- Don’t hesitate to talk about the ugly parts of the process and make hard decisions. We decided not to hide from or avoid the “down” times while learning alongside Miles and his team. We have struggled with everything from feeding therapy to finances, from our mental health and Liam’s to scheduling nightmares. We always find that sharing our struggle and having critical conversations helps us move forward. Miles lives in a family and his needs are a family affair. We work through it to continue to thrive.
- Providers who work with and for your child should be willing to explore additional options while keeping the health and development of your child and family a priority. We look for therapists and doctors who see us as valued partners and refer to others when needed. Some of the best learning has come from nontypical approaches like hippotherapy (work with horses) aquatic therapy (in the pool) and the Masgutova Neurosensorimotor Reflect integration (MNRI) method. Living close to pediatric centers has been a huge plus.
- Think outside of the box! Find a way to add sensory information to the things your family loves to do. We analyze what doesn’t work and do more of what works. For trampoline parks, Miles can use his wheelchair on the trampoline (with permission) and we can jump alongside him giving him the vestibular input and fun, too, instead of sitting on the sidelines with Miles while Liam jumps alone. A net swing hooked up to the non-accessible playground swing closer to home makes it a win for all. Miles loves to go to the zoo for the different smells and sensations, which differs from our front porch in a gentle rain. Pumpkin farm? Bring it to your house, sitting on the grass and touching/smelling autumn leaves, corn cobs and sticks. Engaging all of senses is important to adapting typical family and peer outings to Miles’ needs and makes family time that much better. When Miles was just 15 weeks old, Liam said that he knew why Miles was in our family. “It’s because we are problem-solvers, mom.” Funny how some things no longer seem like problems. ~
Editor’s note: Rita is now the Family Engagement Coordinator for the Iowa Deafblind Services Project. Emma Nelson, MS.Ed., the Early Identification and Intervention Initiative Lead at the National Center on Deaf-Blindness (NCDB) assisted with this article. Thank you to the NCDB for spotlighting this family story.
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How many children are deaf-blind in the U.S.?
By Emma Nelson, National Center on Deaf-Blindness
According to the National Child Count of Children and Youth Who Are Deaf-Blind, there are approximately 10,000 children in the U.S., ages birth through 21, who are deaf-blind. Begun in 1986 on behalf of the U.S. Department of Education, the “National Count” represents a collaborative effort between the National Center on Deaf-Blindness (NCDB) and state deaf-blind projects throughout the country, as well as the Pacific Trust territories, the Virgin Islands, and Puerto Rico. NCDB is funded by the U.S. Department of Education’s Office of Special Education Programs. Its primary mission is to support state deaf-blind projects as they assist educators, agencies, and organizations to acquire the knowledge and skills needed to help children with deaf-blindness learn, access the general education curriculum, and successfully transition to adult life.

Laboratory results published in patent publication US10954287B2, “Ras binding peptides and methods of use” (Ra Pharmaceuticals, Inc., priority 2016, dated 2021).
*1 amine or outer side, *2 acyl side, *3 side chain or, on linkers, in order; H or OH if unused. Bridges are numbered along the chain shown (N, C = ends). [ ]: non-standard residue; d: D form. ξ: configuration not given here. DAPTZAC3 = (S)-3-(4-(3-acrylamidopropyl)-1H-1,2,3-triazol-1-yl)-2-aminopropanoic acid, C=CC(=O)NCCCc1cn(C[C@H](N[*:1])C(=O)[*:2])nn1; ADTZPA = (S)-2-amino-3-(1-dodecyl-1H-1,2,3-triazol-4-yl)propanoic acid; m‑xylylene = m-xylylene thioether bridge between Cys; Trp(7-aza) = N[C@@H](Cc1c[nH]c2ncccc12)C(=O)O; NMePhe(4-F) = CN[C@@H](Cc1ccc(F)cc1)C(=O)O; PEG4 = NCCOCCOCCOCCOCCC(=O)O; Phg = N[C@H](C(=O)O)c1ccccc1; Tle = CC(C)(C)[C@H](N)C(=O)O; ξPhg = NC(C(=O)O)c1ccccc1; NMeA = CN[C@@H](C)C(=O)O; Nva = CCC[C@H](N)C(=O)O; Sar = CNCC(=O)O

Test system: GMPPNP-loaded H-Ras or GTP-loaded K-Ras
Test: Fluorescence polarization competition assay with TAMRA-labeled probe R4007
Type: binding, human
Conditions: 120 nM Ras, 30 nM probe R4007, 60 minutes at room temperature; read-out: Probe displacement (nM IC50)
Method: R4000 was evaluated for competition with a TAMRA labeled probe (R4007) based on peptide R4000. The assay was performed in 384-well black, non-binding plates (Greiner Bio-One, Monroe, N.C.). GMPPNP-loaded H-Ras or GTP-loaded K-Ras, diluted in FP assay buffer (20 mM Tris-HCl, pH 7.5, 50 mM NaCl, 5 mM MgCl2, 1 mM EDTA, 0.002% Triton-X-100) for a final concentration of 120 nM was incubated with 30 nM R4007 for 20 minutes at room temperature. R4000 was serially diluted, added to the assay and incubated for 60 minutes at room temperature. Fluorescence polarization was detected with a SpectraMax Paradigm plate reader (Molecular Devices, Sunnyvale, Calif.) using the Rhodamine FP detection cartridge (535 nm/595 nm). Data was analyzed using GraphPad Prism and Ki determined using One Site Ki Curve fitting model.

As a low-incidence disability, deaf-blindness also has great variability within this population of children. 87% of children who are identified as deaf-blind have additional physical, medical, or cognitive disabilities. Although the term deaf-blind implies a complete absence of hearing and sight, it refers to children with varying degrees of vision and hearing loss. Because deaf-blindness limits access to auditory and visual information, children who are deaf-blind require educational services individualized to their own learning styles and abilities.
Helpful websites related to deaf-blindness mentioned in this article:
- National Center on Deaf-Blindness: nationaldb.org. Find contact information for every state deaf-blind project in the U.S and many more resources.
- International Foundation for CDKL5 Research: https://www.cdkl5.com/ to learn more about CDKL5.
- Cortical Hearing Impairment:
- Cortical Hearing Impairment is sometimes referred to as Auditory Processing Disorder (in some states). The American Speech and Hearing Association (ASHA) has a practice portal including guidelines for the diagnosis of Auditory Processing Disorder, which requires a thorough comprehensive audiological assessment, and hearing loss is ruled out as part of testing. https://www.asha.org/Practice-Portal/Clinical-Topics/Central-Auditory-Processing-Disorder/ ~